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Seizure Solution

Monday, November 07, 2016 9:28 AM

Chicagoan John Murphy always had a strong work ethic—that is, until his epileptic seizures became so disabling they forced the 54-year-old to retire early from his lifelong job in building maintenance. Murphy suffered seizures for years and sought help from a variety of experts to no avail.

“John tried different medications. He received cranial stimulation. He even had part of the temporal lobe in his brain removed—but the seizures continued,” said Nurse Specialist Mardee Weber, who closely follows Murphy’s condition at NorthShore Neurological Institute.

Advanced Monitoring

In August 2014, Murphy underwent observation at NorthShore’s Epilepsy Monitoring Unit (EMU) at Evanston Hospital. 

“When John came to the EMU, he had run out of options,” explained NorthShore Neurologist and Epilepsy Specialist Jaishree Narayanan, MD, who directs the Neurological Institute’s epilepsy program. “He continued to suffer seizures several times a month, unable to control them.”

The EMU, a state-of-the-art inpatient unit, allowed Murphy’s neurology care team to deeply evaluate his epileptic patterns and localize the seizures to develop a comprehensive treatment plan.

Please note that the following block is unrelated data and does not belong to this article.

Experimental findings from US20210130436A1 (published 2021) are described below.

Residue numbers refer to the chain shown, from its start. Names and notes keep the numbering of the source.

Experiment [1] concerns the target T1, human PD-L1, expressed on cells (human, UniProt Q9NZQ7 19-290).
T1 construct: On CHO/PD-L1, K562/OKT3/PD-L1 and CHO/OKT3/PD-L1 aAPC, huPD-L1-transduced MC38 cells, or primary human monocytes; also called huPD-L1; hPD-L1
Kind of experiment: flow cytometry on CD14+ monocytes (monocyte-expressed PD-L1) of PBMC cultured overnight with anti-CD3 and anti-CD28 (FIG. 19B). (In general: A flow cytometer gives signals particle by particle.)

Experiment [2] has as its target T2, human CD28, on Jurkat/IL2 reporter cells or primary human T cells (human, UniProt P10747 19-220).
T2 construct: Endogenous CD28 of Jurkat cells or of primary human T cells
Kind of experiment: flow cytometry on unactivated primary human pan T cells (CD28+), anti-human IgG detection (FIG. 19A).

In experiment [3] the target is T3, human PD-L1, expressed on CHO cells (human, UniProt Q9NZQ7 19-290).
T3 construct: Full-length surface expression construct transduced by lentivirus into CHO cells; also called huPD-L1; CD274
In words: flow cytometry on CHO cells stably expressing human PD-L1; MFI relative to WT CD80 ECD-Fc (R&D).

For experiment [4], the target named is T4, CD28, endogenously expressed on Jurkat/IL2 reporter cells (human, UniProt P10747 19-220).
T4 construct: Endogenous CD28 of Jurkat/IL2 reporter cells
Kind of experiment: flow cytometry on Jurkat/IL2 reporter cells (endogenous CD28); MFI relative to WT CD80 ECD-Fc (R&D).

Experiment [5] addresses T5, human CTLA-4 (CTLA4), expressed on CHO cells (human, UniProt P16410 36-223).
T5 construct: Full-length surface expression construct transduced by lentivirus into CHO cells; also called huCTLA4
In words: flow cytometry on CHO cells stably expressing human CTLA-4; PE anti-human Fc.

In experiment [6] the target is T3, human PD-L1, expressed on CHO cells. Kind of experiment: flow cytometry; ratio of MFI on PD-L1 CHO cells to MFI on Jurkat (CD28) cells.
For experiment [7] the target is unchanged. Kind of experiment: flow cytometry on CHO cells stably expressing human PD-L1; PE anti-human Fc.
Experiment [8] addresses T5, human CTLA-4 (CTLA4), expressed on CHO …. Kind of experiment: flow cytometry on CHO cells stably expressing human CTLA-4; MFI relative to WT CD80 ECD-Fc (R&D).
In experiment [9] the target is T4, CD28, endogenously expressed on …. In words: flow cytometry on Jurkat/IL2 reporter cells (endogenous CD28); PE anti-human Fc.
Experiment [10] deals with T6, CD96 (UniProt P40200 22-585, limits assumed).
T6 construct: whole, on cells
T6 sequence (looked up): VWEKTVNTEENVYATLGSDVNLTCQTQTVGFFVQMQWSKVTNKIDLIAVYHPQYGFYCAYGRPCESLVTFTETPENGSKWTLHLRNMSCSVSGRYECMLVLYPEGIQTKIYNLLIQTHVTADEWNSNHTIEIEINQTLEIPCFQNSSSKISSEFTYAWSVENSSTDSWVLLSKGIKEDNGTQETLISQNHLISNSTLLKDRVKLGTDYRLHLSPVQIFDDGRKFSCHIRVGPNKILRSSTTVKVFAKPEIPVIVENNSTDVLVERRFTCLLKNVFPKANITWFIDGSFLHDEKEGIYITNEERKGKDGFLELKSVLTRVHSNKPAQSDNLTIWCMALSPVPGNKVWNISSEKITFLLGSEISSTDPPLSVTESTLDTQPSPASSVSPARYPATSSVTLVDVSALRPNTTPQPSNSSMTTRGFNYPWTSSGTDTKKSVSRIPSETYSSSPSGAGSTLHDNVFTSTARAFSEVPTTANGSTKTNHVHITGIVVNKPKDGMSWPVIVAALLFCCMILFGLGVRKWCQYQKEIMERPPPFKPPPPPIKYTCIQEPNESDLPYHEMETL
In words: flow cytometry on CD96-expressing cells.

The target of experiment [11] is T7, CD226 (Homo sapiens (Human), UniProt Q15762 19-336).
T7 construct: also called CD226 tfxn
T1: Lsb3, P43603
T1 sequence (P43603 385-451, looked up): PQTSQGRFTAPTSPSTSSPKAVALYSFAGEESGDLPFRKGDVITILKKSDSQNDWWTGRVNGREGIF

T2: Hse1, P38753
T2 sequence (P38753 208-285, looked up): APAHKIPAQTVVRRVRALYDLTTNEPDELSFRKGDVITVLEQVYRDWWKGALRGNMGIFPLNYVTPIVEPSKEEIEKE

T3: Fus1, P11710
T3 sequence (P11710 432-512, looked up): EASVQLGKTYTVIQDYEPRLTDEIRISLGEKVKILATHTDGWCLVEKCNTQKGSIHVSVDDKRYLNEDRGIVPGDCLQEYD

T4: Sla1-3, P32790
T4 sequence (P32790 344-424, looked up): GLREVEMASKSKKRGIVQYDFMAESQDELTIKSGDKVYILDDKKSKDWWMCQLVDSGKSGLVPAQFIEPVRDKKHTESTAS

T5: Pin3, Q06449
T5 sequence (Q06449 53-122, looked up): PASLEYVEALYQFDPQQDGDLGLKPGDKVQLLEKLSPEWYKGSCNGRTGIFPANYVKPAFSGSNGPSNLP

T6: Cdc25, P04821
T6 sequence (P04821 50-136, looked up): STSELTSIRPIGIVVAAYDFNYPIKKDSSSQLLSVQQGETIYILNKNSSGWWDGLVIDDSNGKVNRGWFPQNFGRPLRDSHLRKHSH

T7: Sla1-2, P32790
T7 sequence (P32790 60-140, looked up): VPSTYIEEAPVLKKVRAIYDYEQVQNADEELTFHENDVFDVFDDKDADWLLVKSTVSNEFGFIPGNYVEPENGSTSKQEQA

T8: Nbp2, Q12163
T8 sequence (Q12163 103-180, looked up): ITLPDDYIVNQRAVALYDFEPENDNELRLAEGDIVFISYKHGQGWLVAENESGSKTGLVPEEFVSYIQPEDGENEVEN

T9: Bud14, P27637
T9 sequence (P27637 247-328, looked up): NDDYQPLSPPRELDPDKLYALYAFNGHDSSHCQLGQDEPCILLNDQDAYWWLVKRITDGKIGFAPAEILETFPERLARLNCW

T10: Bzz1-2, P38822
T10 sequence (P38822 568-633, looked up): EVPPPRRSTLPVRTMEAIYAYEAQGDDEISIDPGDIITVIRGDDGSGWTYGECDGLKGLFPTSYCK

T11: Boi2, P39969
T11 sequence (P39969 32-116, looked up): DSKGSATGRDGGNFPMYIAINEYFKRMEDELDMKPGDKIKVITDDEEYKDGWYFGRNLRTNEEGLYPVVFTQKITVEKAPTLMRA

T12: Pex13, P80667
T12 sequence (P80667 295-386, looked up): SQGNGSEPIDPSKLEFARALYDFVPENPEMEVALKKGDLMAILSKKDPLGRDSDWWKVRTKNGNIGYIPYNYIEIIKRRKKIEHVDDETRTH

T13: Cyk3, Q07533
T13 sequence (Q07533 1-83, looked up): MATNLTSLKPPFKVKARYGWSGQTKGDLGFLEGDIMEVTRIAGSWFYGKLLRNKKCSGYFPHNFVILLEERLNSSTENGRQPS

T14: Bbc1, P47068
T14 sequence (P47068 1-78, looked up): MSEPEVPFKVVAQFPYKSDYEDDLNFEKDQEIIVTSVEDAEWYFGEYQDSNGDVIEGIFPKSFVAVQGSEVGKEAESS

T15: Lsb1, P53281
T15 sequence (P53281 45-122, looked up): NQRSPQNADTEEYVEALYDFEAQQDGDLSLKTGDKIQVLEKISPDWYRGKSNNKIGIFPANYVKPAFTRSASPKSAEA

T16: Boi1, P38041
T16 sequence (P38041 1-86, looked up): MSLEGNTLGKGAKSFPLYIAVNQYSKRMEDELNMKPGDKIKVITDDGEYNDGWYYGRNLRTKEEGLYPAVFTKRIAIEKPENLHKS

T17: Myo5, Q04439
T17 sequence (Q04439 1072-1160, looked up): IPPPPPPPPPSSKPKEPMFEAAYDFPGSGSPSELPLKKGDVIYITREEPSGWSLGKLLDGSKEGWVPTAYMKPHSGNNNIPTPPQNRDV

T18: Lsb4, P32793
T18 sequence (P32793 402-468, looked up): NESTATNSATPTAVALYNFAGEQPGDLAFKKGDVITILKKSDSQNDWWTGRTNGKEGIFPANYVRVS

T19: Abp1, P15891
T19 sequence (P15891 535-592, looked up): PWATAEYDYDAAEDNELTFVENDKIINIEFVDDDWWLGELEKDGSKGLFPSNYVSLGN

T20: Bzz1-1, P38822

Dr. Narayanan offered Murphy renewed hope through an advanced technique called Visualase®, a magnetic resonance imaging (MRI)-guided laser therapy. NorthShore is one of a handful of medical centers in the country that offer this minimally invasive treatment option.

During the Visualase procedure, a neurosurgeon inserts a thin laser fiber into the patient’s skull to precisely target an area of the brain with thermal ablation, heating the damaged tissue and destroying it to keep seizures at bay.

Outstanding Results

Murphy’s results were dramatic. “I’ve been seizure-free since under-going Visualase,” he said. With his epilepsy now under control, Murphy is eager to return to work. In the interim, he volunteers at his church and local alderman’s office. “Most of all,” he added, “I feel 1,000 percent better!” 

“John’s prognosis is good,” added Dr. Narayanan, who holds an academic appointment at the University of Chicago Pritzker School of Medicine. “We’re so pleased that NorthShore can offer epilepsy patients the latest, most comprehensive medical and surgical treatment options available.”